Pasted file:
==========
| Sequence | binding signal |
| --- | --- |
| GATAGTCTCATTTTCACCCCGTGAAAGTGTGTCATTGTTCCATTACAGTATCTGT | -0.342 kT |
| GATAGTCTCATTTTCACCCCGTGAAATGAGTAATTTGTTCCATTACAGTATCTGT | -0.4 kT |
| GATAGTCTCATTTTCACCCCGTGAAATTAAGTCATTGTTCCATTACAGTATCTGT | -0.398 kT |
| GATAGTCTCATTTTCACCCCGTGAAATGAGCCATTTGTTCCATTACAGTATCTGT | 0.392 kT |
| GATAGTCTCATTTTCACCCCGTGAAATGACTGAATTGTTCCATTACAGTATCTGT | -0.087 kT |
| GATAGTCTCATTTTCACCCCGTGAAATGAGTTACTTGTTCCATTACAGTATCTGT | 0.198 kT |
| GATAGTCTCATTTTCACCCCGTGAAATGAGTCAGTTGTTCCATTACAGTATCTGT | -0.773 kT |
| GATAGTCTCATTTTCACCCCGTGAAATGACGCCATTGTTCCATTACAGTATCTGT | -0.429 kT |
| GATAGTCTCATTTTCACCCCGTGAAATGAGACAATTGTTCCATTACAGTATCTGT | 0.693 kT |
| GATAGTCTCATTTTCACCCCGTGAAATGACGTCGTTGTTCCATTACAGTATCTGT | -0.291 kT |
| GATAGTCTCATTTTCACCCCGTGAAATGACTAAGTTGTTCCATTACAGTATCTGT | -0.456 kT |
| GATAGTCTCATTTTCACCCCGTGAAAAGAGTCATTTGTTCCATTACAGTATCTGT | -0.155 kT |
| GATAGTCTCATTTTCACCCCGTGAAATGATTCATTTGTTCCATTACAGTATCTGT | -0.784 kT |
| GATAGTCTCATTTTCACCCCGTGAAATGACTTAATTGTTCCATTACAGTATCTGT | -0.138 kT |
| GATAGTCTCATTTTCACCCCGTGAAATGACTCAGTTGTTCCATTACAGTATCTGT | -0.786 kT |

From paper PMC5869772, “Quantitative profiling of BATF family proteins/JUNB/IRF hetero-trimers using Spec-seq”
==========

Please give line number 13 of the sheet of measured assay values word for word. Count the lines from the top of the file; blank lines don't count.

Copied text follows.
| GATAGTCTCATTTTCACCCCGTGAAATGACTAAGTTGTTCCATTACAGTATCTGT | -0.456 kT |